Water Disasters – Capitol City Appoints Water Works Temp
New Jersey Strong news – Trenton, N.J: City of Trenton reports 9.12.2019 Trenton Water Works announced today that Trenton Mayor W. Reed Gusciora has appointed Steven J. Picco as interim director of the Department of Water and Sewer. Beginning Monday, Mr. Picco will continue the work of reorganizing the water utility while the Gusciora administration completes a national search for a permanent director. Mr. Picco replaces former Director Shing-Fu Hsueh, Ph.D., P.E., P.P., who completed his tenure on Friday, September 13. “Trenton Water Works has achieved some important milestones since I took office,” said Mayor Gusciora. “The water utility has restored high water quality, launched critical capital projects, and improved both internal and external communications. But we’ve still got our work cut out for us.” An accomplished executive and strategic thinker with nearly 40 years experience in the environmental industry, including water assets and national water policy, Mr. Picco was an Assistant Commissioner at the New Jersey Department of Environmental Protection and the New Jersey Department of Energy. Today, he is Vice-Chair of the New Jersey Water Supply Authority, a multifaceted government entity that is responsible for supplying water to more the 2 million New Jersey residents. As he begins the top job at the city’s Department of Water and Sewer, Mr. Picco plans to prepare the water utility to take on millions in needed capital projects by auditing TWW’s books. This audit will help TWW achieve financial objectives, complete the reorganization of staff and departments, improve customer service, increase the rate of collection of accounts, and ensure that the utility continues to meet federal and state water-quality expectations. Trenton Water Works is among the largest publicly owned, urban water utilities in the United States. It supplies an average of 27 million gallons of Delaware River-sourced drinking water per day to 63,000 metered customers. It services more than 200,000 people in Trenton, parts of Hamilton Township, Ewing Township, Lawrence Township and Hopewell Township in Mercer County, New Jersey. Established more than 200 years ago, TWW operates a 60-million-gallon water-filtration plant and water-distribution system that includes a 100-million-gallon reservoir. TWW’s system has 683 miles of water mains varying in size from 4 to 48 inches in diameter, three pump stations, and six interconnections between TWW and other water suppliers.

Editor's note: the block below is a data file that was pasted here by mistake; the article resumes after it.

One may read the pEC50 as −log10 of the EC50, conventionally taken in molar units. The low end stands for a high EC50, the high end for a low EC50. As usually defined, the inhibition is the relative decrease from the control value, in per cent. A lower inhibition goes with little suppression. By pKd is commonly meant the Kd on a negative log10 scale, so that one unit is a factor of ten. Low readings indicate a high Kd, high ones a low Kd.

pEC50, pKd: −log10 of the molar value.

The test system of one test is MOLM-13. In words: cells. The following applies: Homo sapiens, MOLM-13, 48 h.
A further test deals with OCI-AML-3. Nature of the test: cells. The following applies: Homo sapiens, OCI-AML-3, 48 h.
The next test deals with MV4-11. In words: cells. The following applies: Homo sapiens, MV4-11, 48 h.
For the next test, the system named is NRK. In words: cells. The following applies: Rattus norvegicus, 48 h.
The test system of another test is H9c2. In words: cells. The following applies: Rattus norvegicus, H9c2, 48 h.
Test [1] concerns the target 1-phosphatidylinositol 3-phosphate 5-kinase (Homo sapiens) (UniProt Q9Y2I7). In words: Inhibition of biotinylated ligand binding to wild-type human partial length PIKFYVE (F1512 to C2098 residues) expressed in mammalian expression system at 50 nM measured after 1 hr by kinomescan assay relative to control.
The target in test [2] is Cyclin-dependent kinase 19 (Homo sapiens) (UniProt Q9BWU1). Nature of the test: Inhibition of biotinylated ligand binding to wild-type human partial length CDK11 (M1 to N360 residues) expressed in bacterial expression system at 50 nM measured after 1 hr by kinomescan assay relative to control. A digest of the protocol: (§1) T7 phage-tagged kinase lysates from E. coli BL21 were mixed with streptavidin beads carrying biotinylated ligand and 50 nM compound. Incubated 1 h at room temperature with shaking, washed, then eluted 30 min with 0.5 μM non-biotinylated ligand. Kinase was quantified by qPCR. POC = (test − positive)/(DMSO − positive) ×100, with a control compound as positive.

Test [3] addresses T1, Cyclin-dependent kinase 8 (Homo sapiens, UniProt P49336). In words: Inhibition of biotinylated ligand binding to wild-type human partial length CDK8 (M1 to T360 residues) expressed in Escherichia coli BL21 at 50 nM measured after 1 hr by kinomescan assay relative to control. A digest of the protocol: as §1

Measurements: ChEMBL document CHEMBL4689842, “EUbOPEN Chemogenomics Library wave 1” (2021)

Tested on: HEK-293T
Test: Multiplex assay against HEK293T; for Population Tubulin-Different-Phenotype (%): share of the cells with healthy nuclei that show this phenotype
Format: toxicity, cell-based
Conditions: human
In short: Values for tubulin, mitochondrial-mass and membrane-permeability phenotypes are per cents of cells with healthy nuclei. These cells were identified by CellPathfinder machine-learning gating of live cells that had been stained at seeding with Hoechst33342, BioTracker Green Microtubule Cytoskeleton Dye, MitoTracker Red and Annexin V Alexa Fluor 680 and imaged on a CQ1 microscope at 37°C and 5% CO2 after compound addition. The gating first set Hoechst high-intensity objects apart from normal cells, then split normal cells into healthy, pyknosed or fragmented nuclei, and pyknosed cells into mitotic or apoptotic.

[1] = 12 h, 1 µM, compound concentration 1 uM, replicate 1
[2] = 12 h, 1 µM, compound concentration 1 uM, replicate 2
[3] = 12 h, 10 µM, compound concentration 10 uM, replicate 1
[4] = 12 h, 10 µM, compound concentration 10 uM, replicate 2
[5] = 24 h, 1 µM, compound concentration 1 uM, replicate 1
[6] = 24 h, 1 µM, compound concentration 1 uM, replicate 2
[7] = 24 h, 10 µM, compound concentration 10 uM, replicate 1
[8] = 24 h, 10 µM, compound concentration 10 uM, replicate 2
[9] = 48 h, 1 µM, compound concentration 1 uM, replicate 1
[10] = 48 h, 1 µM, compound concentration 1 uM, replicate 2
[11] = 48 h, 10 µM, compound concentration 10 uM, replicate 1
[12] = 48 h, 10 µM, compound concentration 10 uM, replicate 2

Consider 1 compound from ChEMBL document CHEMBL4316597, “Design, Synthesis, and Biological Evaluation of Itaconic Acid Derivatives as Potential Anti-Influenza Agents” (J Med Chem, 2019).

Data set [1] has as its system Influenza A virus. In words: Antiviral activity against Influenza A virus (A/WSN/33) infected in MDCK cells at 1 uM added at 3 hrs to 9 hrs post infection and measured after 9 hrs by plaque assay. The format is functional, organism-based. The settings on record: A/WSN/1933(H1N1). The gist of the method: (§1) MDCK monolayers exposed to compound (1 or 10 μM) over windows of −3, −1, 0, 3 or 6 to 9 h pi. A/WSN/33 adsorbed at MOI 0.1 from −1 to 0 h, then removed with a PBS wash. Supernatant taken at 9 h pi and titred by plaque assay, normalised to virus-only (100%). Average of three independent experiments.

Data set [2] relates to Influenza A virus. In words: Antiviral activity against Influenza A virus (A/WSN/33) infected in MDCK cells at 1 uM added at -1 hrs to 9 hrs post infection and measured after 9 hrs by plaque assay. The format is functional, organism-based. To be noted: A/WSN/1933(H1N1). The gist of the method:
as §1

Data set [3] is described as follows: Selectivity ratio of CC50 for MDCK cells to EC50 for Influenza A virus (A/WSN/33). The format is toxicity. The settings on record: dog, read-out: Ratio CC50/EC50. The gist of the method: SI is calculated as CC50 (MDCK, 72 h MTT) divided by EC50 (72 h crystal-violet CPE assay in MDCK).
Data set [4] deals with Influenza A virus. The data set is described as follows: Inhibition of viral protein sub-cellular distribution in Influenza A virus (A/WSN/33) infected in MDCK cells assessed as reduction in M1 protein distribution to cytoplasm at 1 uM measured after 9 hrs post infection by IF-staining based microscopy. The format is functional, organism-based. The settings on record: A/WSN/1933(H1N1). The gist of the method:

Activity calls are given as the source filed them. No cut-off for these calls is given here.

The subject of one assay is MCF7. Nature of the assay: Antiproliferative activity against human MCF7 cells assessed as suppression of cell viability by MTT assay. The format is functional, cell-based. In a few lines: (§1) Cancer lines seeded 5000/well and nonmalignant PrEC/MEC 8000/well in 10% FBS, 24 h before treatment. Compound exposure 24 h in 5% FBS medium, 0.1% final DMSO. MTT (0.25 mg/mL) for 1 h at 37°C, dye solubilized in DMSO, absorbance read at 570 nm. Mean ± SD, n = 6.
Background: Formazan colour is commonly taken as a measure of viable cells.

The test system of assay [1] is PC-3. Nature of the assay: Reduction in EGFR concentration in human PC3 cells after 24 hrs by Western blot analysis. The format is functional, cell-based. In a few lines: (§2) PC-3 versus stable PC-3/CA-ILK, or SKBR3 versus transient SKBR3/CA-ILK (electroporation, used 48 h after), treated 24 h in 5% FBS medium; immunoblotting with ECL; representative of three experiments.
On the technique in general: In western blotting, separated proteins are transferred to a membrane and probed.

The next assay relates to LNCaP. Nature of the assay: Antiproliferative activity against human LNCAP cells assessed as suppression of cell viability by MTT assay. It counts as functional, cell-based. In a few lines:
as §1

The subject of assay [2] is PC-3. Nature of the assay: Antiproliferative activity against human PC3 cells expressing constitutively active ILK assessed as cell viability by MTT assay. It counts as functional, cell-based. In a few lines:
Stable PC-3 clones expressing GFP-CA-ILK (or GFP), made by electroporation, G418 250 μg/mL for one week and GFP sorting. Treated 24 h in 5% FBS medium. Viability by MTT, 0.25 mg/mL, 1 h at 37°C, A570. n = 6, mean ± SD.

City of Trenton reports 6.27.2019 – IMPORTANT INFORMATION ABOUT LEAD IN YOUR DRINKING WATER Trenton Water Works (TWW) found elevated levels of lead in drinking water in some homes/buildings in our community. Lead can cause serious health problems, especially for pregnant women and children 6 years and younger. Please read the following notice closely to see what you can do to reduce lead in your drinking water and to learn what TWW is doing to address this problem. Health Effects of Lead Lead can cause serious health problems if too much enters your body from drinking water or other sources. It can cause damage to the brain and kidneys and can interfere with the production of red blood cells that carry oxygen to all parts of your body. The greatest risk of lead exposure is to infants, young children, and pregnant women. Scientists have linked the effects of lead on the brain with lowered IQ in children. Adults with kidney problems and high blood pressure can be affected by low levels of lead more than healthy adults. Lead is stored in the bones and it can be released later in life. During pregnancy, the child receives lead from the mother’s bones, which may affect brain development. Sources of Lead Lead is a common metal found in the environment. Drinking water is one possible source of lead exposure. The main sources of lead exposure are lead-based paint and lead-contaminated dust or soil, and some plumbing materials. In addition, lead can be found in certain types of pottery, pewter, brass fixtures, food, and cosmetics. Other sources include exposure in the work place and exposure from certain hobbies (lead can be carried on clothing or shoes). Lead is found in some toys, some playground equipment, and some children’s metal jewelry. Brass faucets, fittings, and valves, including those advertised as “lead-free,” may also contribute to lead in drinking water. The law up until 2014 allowed brass fixtures, such as faucets, with up to 8 percent lead to be labeled as “lead free.” Current standards for “lead free” fixtures allow for no more than 0.25% of lead content. The Delaware River is the water supply source for TWW’s Filtration Plant. When treated water leaves TWW’s Filtration Plant, it is lead free. The water mains in the street that transport water from the Filtration Plant are made mostly of iron and steel and do not add any lead to the drinking water. In TWW’s service area, galvanized steel pipe lined with lead was commonly used until 1960 for water service lines which transport the water from the street to homes and buildings. When water is in contact with these pipes, lead solder and/or plumbing fixtures that contain lead for several hours, the lead may enter the drinking water. Homes built before 1987 are more likely to have lead solder than newer homes. The lead from a home’s individual service line or interior plumbing affects only the tap water inside that home, and not the neighboring homes, since water travels only one-way in-home plumbing. By taking the steps below, you may reduce your exposure to lead from drinking water. EPA estimates that20 percent of a person’s potential exposure to lead may come from drinking water. Infants who consume mostly formula mixed with lead-containing water can receive 40 to 60 percent of their exposure to lead from drinking water. Steps You Can Take to Reduce Your Exposure to Lead in Your Water 1. Identify and replace your water service line, plumbing with lead solder or plumbing fixtures containing lead. Water service lines in TWW’s distribution system are owned by TWW from the main to the curb and owned by the individual property owners from the curb to the meter inside the home. Information about how to identify the material of your service line, reporting this information to TWW, and registering for TWW’s Lead Service Line Replacement Program can be found at www.twwleadprogram.com. 2. Run your water to flush out lead. Run cold water to flush lead from the lead service line and/or interior plumbing before using it for drinking or cooking, if it has not been used for several hours. Flushing the tap means running the cold water faucet for a duration of time based on the length of the lead service line and the plumbing configuration in your home. Although, toilet flushing or showering flushes water through a portion of the plumbing system, you still need to flush the water in each faucet before using it for drinking or cooking. 3. Use cold water for cooking and preparing baby formula. Do not cook with or drink water from the hot water tap; lead dissolves more easily into hot water. Do not usewater from the hot water tap to make baby formula. 4. Do not boil water to remove lead. Boiling water will not reduce lead. 5. Look for alternative sources or treatment of water. You may want to consider purchasing bottled water or a water filter. Read the package to be sure the filter is approved to reduce lead or contact NSF International at 800-NSF-8010 or www.nsf.org for information on performance standards for water filters. Be sure to maintain and replace a filter device in accordance with the manufacturer’s instructions to protect water quality. 6. Test your water for lead. Please contact the Trenton Water Works at 609 989-3055 or by email at firstname.lastname@example.org to find out how to get your water tested for lead by a certified laboratory. 7. Get your child’s blood tested. Contact your local health department or healthcare provider to find out how you can get your child tested for lead if you are concerned about exposure. Don’t forget about other sources of lead such as lead paint, lead dust, and lead in soil. Wash your children’s hands and toys often as they can come into contact with dirt and dust containing lead. What Happened? What is Being Done? During the monitoring period of July 2018 to December 2018 , Trenton Water Works conducted routine water sample testing for lead. Lead levels at customers’ taps in the distribution system exceeded the Lead Action Level of 15 parts per billion (ppb) for the 90th percentile based on samples of water in homes with lead service lines and/or copper piping with lead solder. TWW continues its efforts to upgrade the water treatment process and water distribution system to meet the State and Federal drinking water regulations and produce less corrosive water. TWW is taking immediate and long-term measures to minimize lead levels throughout the service area which includes Trenton, and parts of Hamilton, Ewing, Hopewell and Lawrence. TWW is currently: Replacing lead service lines from the water main to the curb for those who have previously replaced the homeowner’s side to copper. Undertaking a Lead Service Line Replacement Program to replace lead service lines including the portion of the service line from the curb to meter owned by the homeowner. Visit www.twwleadprogram.com to learn more about this program. Constructing a temporary corrosion control treatment (CCT) system which will add zinc orthophosphate to a portion of the water system. The addition of zinc orthophosphate will help minimize the process of lead leaching into the water from the service pipes and lead solder. The temporary CCT system will treat water that reaches the majority of TWW customers in the short term until a long term plan for corrosion control treatment for 100% of the water system is implemented. Regularly sampling and testing the drinking water to monitor lead levels. Holding public forums throughout the service area to answer TWW customer questions. Trenton Water Works is committed to providing clean and safe drinking water to its customers. In addition to the above, TWW is making strides to improve treatment plant performance and water quality in the distribution system through optimizing treatment processes and aggressive cleaning and flushing programs. For More Information Call us at 609 989-3055 or visit our website at trentonnj.org. For more information on reducing lead exposure around your home/building and the health effects of lead, visit EPA’s website at www.epa.gov/lead or contact your health care provider. You can also visit our website for the Lead Service Line Replacement Program at www.twwleadprogram.com to find out more about the program and identifying lead sources in your drinking water. This notice is being sent to you by Trenton Water Works. State Water System ID#: NJ1111001 Date distributed: June 27, 2019